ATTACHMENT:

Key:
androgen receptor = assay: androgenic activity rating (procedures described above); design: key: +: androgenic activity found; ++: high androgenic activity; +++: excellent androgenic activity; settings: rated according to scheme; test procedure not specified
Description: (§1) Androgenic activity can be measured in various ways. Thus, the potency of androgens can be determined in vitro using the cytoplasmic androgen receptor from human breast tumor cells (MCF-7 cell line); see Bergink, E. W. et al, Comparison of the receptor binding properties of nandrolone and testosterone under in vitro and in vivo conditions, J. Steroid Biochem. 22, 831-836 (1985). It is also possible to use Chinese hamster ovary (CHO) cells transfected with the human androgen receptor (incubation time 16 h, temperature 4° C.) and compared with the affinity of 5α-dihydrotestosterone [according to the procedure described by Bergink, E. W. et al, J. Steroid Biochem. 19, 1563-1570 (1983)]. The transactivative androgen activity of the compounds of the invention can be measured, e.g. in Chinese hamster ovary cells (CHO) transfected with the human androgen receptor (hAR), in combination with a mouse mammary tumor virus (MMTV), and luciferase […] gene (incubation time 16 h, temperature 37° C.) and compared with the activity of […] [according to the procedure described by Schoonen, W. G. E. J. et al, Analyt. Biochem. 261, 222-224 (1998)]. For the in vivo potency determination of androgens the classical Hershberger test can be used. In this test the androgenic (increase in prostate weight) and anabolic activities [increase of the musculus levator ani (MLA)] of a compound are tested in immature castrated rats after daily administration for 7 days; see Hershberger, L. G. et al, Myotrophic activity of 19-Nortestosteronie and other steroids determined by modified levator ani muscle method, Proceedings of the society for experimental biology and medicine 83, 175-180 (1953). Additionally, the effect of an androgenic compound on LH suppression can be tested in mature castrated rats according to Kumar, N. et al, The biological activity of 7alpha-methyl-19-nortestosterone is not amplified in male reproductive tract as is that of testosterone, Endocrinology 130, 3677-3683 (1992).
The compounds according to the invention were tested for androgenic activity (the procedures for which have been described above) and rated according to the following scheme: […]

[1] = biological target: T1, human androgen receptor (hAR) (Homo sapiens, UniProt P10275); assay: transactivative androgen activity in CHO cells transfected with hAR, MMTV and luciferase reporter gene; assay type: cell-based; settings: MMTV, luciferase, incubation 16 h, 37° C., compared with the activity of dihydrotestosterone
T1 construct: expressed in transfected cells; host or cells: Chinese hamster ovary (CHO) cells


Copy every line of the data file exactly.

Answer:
Key:
androgen receptor = assay: androgenic activity rating (procedures described above); design: key: +: androgenic activity found; ++: high androgenic activity; +++: excellent androgenic activity; settings: rated according to scheme; test procedure not specified
Description: (§1) Androgenic activity can be measured in various ways. Thus, the potency of androgens can be determined in vitro using the cytoplasmic androgen receptor from human breast tumor cells (MCF-7 cell line); see Bergink, E. W. et al, Comparison of the receptor binding properties of nandrolone and testosterone under in vitro and in vivo conditions, J. Steroid Biochem. 22, 831-836 (1985). It is also possible to use Chinese hamster ovary (CHO) cells transfected with the human androgen receptor (incubation time 16 h, temperature 4° C.) and compared with the affinity of 5α-dihydrotestosterone [according to the procedure described by Bergink, E. W. et al, J. Steroid Biochem. 19, 1563-1570 (1983)]. The transactivative androgen activity of the compounds of the invention can be measured, e.g. in Chinese hamster ovary cells (CHO) transfected with the human androgen receptor (hAR), in combination with a mouse mammary tumor virus (MMTV), and luciferase […] gene (incubation time 16 h, temperature 37° C.) and compared with the activity of […] [according to the procedure described by Schoonen, W. G. E. J. et al, Analyt. Biochem. 261, 222-224 (1998)]. For the in vivo potency determination of androgens the classical Hershberger test can be used. In this test the androgenic (increase in prostate weight) and anabolic activities [increase of the musculus levator ani (MLA)] of a compound are tested in immature castrated rats after daily administration for 7 days; see Hershberger, L. G. et al, Myotrophic activity of 19-Nortestosteronie and other steroids determined by modified levator ani muscle method, Proceedings of the society for experimental biology and medicine 83, 175-180 (1953). Additionally, the effect of an androgenic compound on LH suppression can be tested in mature castrated rats according to Kumar, N. et al, The biological activity of 7alpha-methyl-19-nortestosterone is not amplified in male reproductive tract as is that of testosterone, Endocrinology 130, 3677-3683 (1992).
The compounds according to the invention were tested for androgenic activity (the procedures for which have been described above) and rated according to the following scheme: […]

[1] = biological target: T1, human androgen receptor (hAR) (Homo sapiens, UniProt P10275); assay: transactivative androgen activity in CHO cells transfected with hAR, MMTV and luciferase reporter gene; assay type: cell-based; settings: MMTV, luciferase, incubation 16 h, 37° C., compared with the activity of dihydrotestosterone
T1 construct: expressed in transfected cells; host or cells: Chinese hamster ovary (CHO) cells